Diabetes Mathematical Models

Diabetes mathematical models from our lab are listed below. The models illustrate how diabetes results from the interaction of insulin resistance and impairment of the ability of beta-cells to compensate for it.

View other models from our lab by subject on our Mathematical Models page. Visit GitHub.com to view a list of models by publication citation.

T2D Pathogenesis

This model for the pathogenesis of type 2 diabetes shows that disease onset is a threshold-crossing process, which explains why prevention is easier than cure. One of the predictions of the model is confirmed in the companion experimental paper.

Chronic glucose exposure systematically shifts the oscillatory threshold of mouse islets: Experimental evidence for an early intrinsic mechanism of compensation for hyperglycemia.
Glynn E, Ha J, Kennedy RT, Lu S, Satin LS, Sherman A, Thompson B, Vadrevu S.
Endocrinology. (2016) 157(2):611-623. Abstract/Full Text
Mathematical Model of the Pathogenesis, Prevention and Reversal of Type 2 Diabetes.
Ha J, Satin LS, Sherman AS.
Endocrinology. (2016) 157(2):624-635. Abstract/Full Text
Access on GitHub.com

T2D Pathways

This model accounts for the diversity of pathways typically followed, focusing on two extreme alternatives, one that goes through impaired fasting glucose (IFG) first and one that goes through impaired glucose tolerance (IGT) first. IFG generally results from primarily hepatic insulin resistance, while IGT results primarily from peripheral insulin resistance. We consider whether hyperinsulinemia may be a cause of insulin resistance rather than a consequence and find that this is at best a small effect.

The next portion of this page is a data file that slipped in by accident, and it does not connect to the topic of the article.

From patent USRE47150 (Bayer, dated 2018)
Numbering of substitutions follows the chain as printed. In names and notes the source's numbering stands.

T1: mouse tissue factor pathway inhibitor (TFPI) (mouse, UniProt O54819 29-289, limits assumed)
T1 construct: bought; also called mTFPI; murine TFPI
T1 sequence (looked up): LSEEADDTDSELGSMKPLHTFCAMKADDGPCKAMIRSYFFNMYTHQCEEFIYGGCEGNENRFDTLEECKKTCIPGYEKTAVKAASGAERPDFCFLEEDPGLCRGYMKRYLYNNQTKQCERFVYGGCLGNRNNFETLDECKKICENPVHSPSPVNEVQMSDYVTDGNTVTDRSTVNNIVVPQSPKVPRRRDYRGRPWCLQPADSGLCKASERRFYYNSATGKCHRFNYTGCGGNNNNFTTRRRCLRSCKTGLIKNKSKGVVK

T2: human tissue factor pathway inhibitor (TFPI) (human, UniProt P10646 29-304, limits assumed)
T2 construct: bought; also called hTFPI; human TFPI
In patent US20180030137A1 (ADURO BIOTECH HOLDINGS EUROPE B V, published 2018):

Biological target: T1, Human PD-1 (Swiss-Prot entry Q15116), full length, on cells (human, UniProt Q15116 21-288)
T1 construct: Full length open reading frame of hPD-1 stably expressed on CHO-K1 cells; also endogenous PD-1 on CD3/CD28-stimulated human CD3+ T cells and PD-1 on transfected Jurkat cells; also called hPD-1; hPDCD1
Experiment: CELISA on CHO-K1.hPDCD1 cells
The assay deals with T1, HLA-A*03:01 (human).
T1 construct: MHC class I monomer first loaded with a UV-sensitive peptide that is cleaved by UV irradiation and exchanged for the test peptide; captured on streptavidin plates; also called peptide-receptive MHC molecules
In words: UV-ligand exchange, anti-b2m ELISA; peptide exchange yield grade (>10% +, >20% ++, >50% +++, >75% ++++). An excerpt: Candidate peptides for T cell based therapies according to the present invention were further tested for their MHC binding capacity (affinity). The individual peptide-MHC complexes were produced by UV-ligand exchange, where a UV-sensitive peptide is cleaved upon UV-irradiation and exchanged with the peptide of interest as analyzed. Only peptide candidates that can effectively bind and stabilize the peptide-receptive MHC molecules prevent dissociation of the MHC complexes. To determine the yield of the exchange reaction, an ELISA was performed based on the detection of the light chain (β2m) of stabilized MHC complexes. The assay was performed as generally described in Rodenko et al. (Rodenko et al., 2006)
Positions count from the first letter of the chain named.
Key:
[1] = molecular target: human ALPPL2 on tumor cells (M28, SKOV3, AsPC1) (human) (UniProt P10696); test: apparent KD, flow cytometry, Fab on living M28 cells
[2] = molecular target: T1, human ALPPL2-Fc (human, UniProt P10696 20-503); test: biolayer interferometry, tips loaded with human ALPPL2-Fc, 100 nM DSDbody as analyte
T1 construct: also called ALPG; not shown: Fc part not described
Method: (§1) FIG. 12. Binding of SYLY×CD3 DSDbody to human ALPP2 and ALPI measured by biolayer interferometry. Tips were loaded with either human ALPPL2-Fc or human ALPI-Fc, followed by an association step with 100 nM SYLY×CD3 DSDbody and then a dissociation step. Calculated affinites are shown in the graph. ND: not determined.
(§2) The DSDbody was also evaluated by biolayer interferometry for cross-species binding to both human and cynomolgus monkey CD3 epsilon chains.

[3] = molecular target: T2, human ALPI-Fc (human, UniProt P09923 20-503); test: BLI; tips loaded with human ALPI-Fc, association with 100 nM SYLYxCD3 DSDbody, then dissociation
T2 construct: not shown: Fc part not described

Type 2 Diabetes: One Disease, Many Pathways.
Ha J, Sherman A.
Endocrinol. and Metab. (2020) 319(2):E410-E426. Abstract/Full Text
Access on GitHub.com

Assessing Insulin Resistance

The Bergman-Cobelli Minimal Model is widely used to assess insulin resistance using data from an intravenous glucose tolerance test. Of particular interest to us are studies using this method to show that African Americans (AA) have greater insulin resistance than White Americans, a possible explanation for the greater risk of type 2 diabetes in AA. We have found, however, that the Minimal Model can be fooled in some cases into reporting greater insulin resistance when insulin secretion is during the test is greater. We show how additional data from oral glucose tolerance tests can be used to check if this is the case.

When MINMOD Artifactually Interprets Strong Insulin Secretion as Weak Insulin Action.
Ha J, Muniyappa R, Sherman AS, Quon MJ.
Front. Physiol. (2021) 12:601894. Abstract/Full Text
Access on GitHub.com
Last Reviewed February 2024